I went to see the Sewickley Academy Senior School fall play, Around the World in 80 Days, written by Mark Brown and directed by Joe Jackson, in the Gregg Family Theatre. I enjoyed watching this play because I’ve never seen or read Around the World in 80 Days and it had its funny moments and its serious moments. Both of which were flawlessly executed by the show’s cast.
The cast included: Connery Brown as John Sullivan, Sir Francis, and the ship clerk; Alexandra Cordle as James Forster, British consul, director of police, elephant owner, and procter; Ryen Harrison as the priest, Mudge, and Reverend Wilson’s servant; Ibrahim Khan as Passepartout; Spencer Krysinski as Andrew Stuart, Detective Fix, and the Indian conductor; Ian Schneider as the newspaperman, priest, Judge Obadiah, U.S. conductor, and Speedy; Lena Sharara as Aouda; Luke Tyson as Phileas Fogg; and Avani Venkat as Gauthier Ralph, priest, young Parsi, Oysterpuff, Chinese broker, waiter, train engineer, ship engineer, and the train clerk.
This small cast of only nine actors and actresses did everything they could to make the scenes look as realistic as possible. The lead character Phileas Fogg (Luke Tyson) sustained the same dialect and calm but clever attitude the entire performance. In fact, all characters sustained their dialects throughout the show. My personal favorite actor was Spencer Krysinski as Detective Fix. He showed enthusiasm throughout the whole show as his characters, and he displayed all elements of a great actor which include facial expression, body language, the right attitude, and confidence in his role.
The blocking for this show was limited due to the size of Gregg Family Theater. Yet, the cast was able to tell the story very clearly through their actions on stage. Each and every character projected his or her voice, and I could clearly hear what they were saying. This performance included "breaking the fourth wall." This occurred when the performer would tell his or her thoughts in the moment to the audience. The exaggerations that the performers used made the story much more detailed and understandable, like when they bounced up and down on the train and swayed in the storm on the boat.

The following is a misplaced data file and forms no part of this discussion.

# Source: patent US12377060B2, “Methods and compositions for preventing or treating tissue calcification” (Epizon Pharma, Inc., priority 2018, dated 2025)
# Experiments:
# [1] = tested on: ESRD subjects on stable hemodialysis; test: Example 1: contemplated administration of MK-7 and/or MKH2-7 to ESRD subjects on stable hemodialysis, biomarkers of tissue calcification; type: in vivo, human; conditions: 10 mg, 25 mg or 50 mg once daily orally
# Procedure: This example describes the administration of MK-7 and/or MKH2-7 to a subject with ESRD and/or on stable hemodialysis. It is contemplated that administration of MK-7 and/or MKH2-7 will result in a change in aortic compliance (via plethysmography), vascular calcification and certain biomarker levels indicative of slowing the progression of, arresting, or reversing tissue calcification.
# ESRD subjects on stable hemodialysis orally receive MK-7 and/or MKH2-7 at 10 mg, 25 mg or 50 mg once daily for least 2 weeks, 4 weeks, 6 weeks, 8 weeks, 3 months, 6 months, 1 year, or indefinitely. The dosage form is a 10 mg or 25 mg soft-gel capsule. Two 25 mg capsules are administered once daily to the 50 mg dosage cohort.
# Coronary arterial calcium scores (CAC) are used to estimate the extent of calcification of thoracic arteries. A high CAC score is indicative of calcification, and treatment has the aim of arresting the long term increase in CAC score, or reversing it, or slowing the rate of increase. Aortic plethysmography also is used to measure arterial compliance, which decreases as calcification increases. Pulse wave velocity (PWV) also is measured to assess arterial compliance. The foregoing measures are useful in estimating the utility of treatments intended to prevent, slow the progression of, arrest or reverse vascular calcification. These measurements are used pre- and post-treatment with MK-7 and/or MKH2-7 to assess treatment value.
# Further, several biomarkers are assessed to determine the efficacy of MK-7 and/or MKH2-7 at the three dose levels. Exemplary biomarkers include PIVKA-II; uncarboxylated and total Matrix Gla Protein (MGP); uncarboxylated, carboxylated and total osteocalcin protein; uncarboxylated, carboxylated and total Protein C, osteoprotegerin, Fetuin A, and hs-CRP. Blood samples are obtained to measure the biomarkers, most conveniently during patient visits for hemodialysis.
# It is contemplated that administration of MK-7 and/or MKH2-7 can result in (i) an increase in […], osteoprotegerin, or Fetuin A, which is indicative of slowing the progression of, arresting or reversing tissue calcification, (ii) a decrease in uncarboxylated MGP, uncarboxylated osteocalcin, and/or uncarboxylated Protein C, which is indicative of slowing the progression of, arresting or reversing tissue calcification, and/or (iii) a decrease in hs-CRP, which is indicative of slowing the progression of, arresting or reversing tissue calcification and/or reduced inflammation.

The physical production was matched perfectly to the time period. Examples of this include the wigs in the courtroom, monocles, top hats, and the detective costume with the deerstalker hat. Each set included the country's culture that they were visiting. The props for this show included wigs, chairs, tables, desks, a piano, and more.
The lighting for this production was hard to accomplish considering that the stage was only three feet away from the audience. So they had to dim the lights on stage and not light the audience. The Gregg Theater is a black box theater and the audience was seated on risers, looking at a downward angle. The cast was not so fortunate with the amount of backstage space they had to work with; it was only two to three feet and a little more in the corner of the room. The backstage helpers included Joe Jackson (director), Catherine Cable (assistant director), Nate Bell (technical director), Luke Miller (stage manager), Ella Sanfilippo (light board operator), Alisha Mattson (media operator), Omar Malik (properties master), and the run crew of Grace Armutat, Anthony Ditano, Aidan Rasmussen, and John Shilingsburg.
I thought that the show was well put together from my personal point of view and I could tell from the comments that I heard from everyone around me that they agree. I wasn’t able to identify myself as one character because of the time period and places that they were in, but I would definitely recommend this production. In my opinion, this production flowed together due to the way the blocking was set up to work with the lines and the small details that the actors added to get a more realistic outcome. I really enjoyed seeing this play by the Senior School and I hope to see another by this same talented cast in the future.